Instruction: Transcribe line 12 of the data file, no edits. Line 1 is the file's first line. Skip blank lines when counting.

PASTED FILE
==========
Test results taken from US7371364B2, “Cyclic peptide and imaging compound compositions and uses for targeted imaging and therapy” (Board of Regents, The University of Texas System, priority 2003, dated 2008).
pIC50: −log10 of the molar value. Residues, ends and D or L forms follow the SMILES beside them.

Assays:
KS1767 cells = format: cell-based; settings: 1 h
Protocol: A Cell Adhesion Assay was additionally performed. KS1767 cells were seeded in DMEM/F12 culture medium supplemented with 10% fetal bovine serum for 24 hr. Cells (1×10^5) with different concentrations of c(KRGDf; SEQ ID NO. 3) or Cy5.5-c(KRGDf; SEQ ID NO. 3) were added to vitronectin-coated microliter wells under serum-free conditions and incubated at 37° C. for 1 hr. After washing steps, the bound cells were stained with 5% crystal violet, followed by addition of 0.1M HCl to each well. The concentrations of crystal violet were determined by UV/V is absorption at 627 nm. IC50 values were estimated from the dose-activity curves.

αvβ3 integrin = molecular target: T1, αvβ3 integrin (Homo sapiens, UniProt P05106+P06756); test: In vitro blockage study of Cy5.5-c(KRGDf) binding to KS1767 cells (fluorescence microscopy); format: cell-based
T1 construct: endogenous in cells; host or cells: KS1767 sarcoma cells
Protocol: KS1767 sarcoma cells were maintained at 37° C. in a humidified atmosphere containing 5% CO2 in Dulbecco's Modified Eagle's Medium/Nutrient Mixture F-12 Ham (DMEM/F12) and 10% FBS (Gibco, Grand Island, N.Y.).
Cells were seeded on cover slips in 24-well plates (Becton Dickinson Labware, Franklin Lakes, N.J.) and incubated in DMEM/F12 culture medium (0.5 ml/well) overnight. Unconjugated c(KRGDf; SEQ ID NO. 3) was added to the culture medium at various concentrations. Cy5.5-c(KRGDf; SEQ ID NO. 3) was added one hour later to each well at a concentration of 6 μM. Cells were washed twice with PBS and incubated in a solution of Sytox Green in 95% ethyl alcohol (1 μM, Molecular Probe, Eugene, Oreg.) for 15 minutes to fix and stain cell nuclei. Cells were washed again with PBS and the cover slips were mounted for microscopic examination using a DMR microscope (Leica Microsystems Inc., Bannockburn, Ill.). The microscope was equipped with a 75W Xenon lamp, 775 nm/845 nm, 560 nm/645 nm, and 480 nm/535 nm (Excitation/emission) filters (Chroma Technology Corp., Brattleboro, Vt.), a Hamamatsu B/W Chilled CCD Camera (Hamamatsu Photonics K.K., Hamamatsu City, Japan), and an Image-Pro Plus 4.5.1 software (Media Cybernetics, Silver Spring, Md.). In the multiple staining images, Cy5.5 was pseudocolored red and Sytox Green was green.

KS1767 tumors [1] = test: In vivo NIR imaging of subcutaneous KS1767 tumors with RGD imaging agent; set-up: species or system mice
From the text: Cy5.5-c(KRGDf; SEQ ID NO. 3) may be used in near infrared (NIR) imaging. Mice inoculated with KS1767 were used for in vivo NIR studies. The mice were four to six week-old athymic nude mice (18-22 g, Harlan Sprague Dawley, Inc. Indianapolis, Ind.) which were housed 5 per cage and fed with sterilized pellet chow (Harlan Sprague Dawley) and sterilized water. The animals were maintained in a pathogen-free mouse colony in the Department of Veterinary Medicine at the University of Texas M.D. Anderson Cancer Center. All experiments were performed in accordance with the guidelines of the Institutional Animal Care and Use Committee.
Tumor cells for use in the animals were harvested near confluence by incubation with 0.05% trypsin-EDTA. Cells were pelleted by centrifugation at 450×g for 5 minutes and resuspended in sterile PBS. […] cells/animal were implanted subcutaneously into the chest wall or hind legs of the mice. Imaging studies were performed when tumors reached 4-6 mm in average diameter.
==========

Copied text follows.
Tumor cells for use in the animals were harvested near confluence by incubation with 0.05% trypsin-EDTA. Cells were pelleted by centrifugation at 450×g for 5 minutes and resuspended in sterile PBS. […] cells/animal were implanted subcutaneously into the chest wall or hind legs of the mice. Imaging studies were performed when tumors reached 4-6 mm in average diameter.